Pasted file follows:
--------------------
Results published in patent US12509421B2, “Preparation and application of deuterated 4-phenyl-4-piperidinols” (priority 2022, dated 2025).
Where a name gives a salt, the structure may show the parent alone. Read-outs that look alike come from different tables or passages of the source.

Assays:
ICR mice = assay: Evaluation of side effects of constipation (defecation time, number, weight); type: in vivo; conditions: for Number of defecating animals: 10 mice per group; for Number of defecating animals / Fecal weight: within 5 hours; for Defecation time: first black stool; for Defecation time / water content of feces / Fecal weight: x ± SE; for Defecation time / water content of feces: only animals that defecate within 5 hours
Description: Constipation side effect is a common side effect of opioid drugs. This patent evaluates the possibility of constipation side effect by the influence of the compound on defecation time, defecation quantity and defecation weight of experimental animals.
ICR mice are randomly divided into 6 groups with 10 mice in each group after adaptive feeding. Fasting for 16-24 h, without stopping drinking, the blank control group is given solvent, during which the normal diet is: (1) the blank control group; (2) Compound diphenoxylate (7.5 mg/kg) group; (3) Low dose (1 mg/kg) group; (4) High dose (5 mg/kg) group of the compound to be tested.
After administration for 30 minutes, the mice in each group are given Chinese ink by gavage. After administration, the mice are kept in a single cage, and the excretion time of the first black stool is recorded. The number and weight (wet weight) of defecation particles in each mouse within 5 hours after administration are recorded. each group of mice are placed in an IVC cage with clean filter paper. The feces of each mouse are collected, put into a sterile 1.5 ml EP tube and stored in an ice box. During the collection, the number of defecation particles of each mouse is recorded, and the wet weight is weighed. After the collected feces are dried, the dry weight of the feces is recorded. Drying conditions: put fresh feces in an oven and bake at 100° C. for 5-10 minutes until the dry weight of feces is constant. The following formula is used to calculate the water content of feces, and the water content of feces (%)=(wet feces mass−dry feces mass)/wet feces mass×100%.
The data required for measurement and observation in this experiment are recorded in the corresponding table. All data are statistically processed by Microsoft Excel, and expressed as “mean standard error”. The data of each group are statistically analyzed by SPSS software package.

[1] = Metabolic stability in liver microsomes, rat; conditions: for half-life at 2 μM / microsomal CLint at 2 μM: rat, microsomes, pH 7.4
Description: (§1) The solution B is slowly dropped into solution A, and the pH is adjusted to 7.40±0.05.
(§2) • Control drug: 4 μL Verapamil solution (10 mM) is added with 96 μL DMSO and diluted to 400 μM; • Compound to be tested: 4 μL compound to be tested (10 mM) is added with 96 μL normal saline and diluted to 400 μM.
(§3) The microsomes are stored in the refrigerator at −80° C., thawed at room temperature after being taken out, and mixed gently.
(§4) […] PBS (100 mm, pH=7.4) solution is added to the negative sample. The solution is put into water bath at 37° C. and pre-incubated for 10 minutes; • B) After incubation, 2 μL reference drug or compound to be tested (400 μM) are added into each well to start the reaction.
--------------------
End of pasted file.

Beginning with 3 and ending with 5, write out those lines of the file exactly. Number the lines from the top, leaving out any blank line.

Assays:
ICR mice = assay: Evaluation of side effects of constipation (defecation time, number, weight); type: in vivo; conditions: for Number of defecating animals: 10 mice per group; for Number of defecating animals / Fecal weight: within 5 hours; for Defecation time: first black stool; for Defecation time / water content of feces / Fecal weight: x ± SE; for Defecation time / water content of feces: only animals that defecate within 5 hours
Description: Constipation side effect is a common side effect of opioid drugs. This patent evaluates the possibility of constipation side effect by the influence of the compound on defecation time, defecation quantity and defecation weight of experimental animals.